If the playoffs started today, the Bears would host would host the winner of the Giants vs. Panthers, but the seeding could change after next week's season finale.
No matter who their opponent is, if the Bears were to win their divisional matchup at Soldier Field they would at most have to play one road playoff game to get to the Super Bowl. Seattle clinched home field advantage throughout the playoffs with their 28-13 win over the Colts Saturday.
The Seahawks (13-2) were a perfect 8-0 at home this season. While going into Qwest Field would be a difficult challenge, the Chicago defense will keep the Bears in any game and give the NFL's top ranked offense something to think about.
MLB Brian Urlacher went into 2004 wanting to be the league's Defensive Player of the Year. Three separate league injuries forced him to miss 7 games and he failed to go to the Pro Bowl for the first time in his career.
This year the only thing Urlacher wanted to talk about in training camp was winning. He's in the midst of just his second winning season since coming to Chicago as a first round pick in 2000. Being the captain of the league's best defense is starting to create a buzz about him taking the honor he had in mind last year.
"I think he's the best defensive player in the league," said coach Lovie Smith. "I think he should be the MVP of the National Football League."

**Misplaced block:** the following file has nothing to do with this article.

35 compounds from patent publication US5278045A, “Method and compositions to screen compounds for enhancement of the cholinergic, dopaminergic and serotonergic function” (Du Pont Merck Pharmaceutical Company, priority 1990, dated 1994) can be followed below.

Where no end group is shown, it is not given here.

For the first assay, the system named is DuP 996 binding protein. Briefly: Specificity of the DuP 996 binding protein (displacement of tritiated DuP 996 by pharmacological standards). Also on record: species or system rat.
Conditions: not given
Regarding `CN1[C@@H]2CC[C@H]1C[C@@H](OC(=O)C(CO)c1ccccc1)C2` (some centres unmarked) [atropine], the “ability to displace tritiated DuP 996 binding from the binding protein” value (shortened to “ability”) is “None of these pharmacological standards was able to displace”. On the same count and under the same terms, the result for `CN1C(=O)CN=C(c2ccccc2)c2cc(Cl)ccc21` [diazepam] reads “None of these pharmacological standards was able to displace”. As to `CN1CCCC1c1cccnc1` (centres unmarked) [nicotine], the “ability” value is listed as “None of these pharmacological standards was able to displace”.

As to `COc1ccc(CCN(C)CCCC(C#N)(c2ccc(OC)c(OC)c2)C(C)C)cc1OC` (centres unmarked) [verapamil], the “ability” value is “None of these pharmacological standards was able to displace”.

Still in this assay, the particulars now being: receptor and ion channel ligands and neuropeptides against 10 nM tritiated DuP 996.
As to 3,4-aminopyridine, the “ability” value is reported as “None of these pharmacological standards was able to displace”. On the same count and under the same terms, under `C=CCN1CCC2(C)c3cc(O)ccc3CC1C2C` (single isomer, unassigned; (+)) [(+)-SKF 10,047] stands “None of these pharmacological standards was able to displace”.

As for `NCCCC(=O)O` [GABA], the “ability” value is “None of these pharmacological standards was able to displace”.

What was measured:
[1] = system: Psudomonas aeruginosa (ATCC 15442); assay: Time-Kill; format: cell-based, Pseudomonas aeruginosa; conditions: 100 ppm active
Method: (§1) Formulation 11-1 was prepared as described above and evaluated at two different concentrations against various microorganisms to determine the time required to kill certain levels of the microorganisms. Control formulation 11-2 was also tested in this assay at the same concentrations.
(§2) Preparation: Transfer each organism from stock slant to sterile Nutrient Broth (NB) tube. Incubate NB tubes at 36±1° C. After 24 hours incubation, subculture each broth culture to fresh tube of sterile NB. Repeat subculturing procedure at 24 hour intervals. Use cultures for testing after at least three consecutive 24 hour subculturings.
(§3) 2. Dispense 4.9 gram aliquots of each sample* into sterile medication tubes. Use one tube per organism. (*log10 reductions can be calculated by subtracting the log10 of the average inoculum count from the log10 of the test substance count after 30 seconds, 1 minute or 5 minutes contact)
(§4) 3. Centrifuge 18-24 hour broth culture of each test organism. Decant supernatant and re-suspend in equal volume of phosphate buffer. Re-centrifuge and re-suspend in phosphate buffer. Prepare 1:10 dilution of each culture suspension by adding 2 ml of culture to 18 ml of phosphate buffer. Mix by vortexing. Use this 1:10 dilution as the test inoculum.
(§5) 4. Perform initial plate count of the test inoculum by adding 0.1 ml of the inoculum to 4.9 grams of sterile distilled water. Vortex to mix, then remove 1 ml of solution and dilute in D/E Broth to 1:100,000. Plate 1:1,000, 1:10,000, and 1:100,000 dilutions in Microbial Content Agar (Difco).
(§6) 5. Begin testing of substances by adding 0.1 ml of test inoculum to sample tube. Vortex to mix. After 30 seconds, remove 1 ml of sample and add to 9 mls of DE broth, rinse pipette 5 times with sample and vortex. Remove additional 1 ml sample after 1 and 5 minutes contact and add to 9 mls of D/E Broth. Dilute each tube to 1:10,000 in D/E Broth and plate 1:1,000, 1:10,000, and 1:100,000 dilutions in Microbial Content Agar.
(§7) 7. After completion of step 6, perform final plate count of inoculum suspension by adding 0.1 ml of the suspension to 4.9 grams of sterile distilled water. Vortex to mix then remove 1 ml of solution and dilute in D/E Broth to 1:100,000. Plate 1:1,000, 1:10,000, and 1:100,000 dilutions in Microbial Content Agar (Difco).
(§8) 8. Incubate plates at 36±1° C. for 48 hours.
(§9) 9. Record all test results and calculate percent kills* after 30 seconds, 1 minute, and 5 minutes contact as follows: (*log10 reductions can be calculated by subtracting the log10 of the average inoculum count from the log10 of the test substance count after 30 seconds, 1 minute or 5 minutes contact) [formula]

If the Bears set a new NFL record for fewest points allowed it would make Urlacher a lock for the honor. The Bears have allowed 151 points this season, putting them within reach of the current mark for a 16-game season, which is 165, held by the 2000 Ravens.
In a League of Their Own
Heading into their matchup with Green Bay the Bears have given up 83 points fewer than the next team in the league. The record for point differential between the No. 1 and No. 2 defense is 65 points held by the 1985 Bears.
Chicago has played one fewer game than Indianapolis, who has given up 234 points through 15 games, but it would be hard to imagine the Bears surrendering more than 14 points against a Packers squad they held to a touchdown three weeks ago.
The 61 points the Bears allowed in their eight home games are the fewest any team has permitted since the NFL expanded schedules to 16 games in 1978.
The six consecutive home games in which the Bears allowed fewer than 10 points is the longest streak of that nature in the NFL since 1935, when the Packers held all seven of their home opponents to single digits.